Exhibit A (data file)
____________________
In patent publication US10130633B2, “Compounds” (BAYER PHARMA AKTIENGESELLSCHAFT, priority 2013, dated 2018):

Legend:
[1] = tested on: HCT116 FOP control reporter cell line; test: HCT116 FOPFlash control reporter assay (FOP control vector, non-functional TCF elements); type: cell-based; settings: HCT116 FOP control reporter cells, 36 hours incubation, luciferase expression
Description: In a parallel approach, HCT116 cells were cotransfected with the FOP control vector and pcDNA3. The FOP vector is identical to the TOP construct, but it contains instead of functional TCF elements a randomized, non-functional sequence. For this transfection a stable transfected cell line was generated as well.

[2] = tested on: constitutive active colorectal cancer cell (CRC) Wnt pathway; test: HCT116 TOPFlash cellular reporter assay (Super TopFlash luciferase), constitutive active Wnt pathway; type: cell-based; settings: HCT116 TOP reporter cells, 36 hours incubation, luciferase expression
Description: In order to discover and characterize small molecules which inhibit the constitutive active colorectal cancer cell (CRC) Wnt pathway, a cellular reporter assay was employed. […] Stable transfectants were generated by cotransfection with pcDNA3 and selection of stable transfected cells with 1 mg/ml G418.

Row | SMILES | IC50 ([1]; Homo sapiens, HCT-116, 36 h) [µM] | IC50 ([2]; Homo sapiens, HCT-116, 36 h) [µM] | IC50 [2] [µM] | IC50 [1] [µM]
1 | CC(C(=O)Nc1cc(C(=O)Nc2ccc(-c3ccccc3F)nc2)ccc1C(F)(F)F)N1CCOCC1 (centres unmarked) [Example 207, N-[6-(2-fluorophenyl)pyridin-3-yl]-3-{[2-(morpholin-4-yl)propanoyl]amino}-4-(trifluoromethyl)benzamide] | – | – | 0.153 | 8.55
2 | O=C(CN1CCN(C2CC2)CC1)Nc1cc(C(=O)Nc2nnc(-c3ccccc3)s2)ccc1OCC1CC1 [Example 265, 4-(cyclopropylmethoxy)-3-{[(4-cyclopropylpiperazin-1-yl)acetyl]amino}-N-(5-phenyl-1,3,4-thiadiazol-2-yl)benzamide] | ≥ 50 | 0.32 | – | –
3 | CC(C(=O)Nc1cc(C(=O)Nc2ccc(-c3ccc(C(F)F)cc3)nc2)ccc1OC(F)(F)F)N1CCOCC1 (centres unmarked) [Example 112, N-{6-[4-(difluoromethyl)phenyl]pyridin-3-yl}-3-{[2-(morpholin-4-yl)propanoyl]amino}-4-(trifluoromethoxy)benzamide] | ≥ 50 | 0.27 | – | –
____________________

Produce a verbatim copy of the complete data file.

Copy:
In patent publication US10130633B2, “Compounds” (BAYER PHARMA AKTIENGESELLSCHAFT, priority 2013, dated 2018):

Legend:
[1] = tested on: HCT116 FOP control reporter cell line; test: HCT116 FOPFlash control reporter assay (FOP control vector, non-functional TCF elements); type: cell-based; settings: HCT116 FOP control reporter cells, 36 hours incubation, luciferase expression
Description: In a parallel approach, HCT116 cells were cotransfected with the FOP control vector and pcDNA3. The FOP vector is identical to the TOP construct, but it contains instead of functional TCF elements a randomized, non-functional sequence. For this transfection a stable transfected cell line was generated as well.

[2] = tested on: constitutive active colorectal cancer cell (CRC) Wnt pathway; test: HCT116 TOPFlash cellular reporter assay (Super TopFlash luciferase), constitutive active Wnt pathway; type: cell-based; settings: HCT116 TOP reporter cells, 36 hours incubation, luciferase expression
Description: In order to discover and characterize small molecules which inhibit the constitutive active colorectal cancer cell (CRC) Wnt pathway, a cellular reporter assay was employed. […] Stable transfectants were generated by cotransfection with pcDNA3 and selection of stable transfected cells with 1 mg/ml G418.

Row | SMILES | IC50 ([1]; Homo sapiens, HCT-116, 36 h) [µM] | IC50 ([2]; Homo sapiens, HCT-116, 36 h) [µM] | IC50 [2] [µM] | IC50 [1] [µM]
1 | CC(C(=O)Nc1cc(C(=O)Nc2ccc(-c3ccccc3F)nc2)ccc1C(F)(F)F)N1CCOCC1 (centres unmarked) [Example 207, N-[6-(2-fluorophenyl)pyridin-3-yl]-3-{[2-(morpholin-4-yl)propanoyl]amino}-4-(trifluoromethyl)benzamide] | – | – | 0.153 | 8.55
2 | O=C(CN1CCN(C2CC2)CC1)Nc1cc(C(=O)Nc2nnc(-c3ccccc3)s2)ccc1OCC1CC1 [Example 265, 4-(cyclopropylmethoxy)-3-{[(4-cyclopropylpiperazin-1-yl)acetyl]amino}-N-(5-phenyl-1,3,4-thiadiazol-2-yl)benzamide] | ≥ 50 | 0.32 | – | –
3 | CC(C(=O)Nc1cc(C(=O)Nc2ccc(-c3ccc(C(F)F)cc3)nc2)ccc1OC(F)(F)F)N1CCOCC1 (centres unmarked) [Example 112, N-{6-[4-(difluoromethyl)phenyl]pyridin-3-yl}-3-{[2-(morpholin-4-yl)propanoyl]amino}-4-(trifluoromethoxy)benzamide] | ≥ 50 | 0.27 | – | –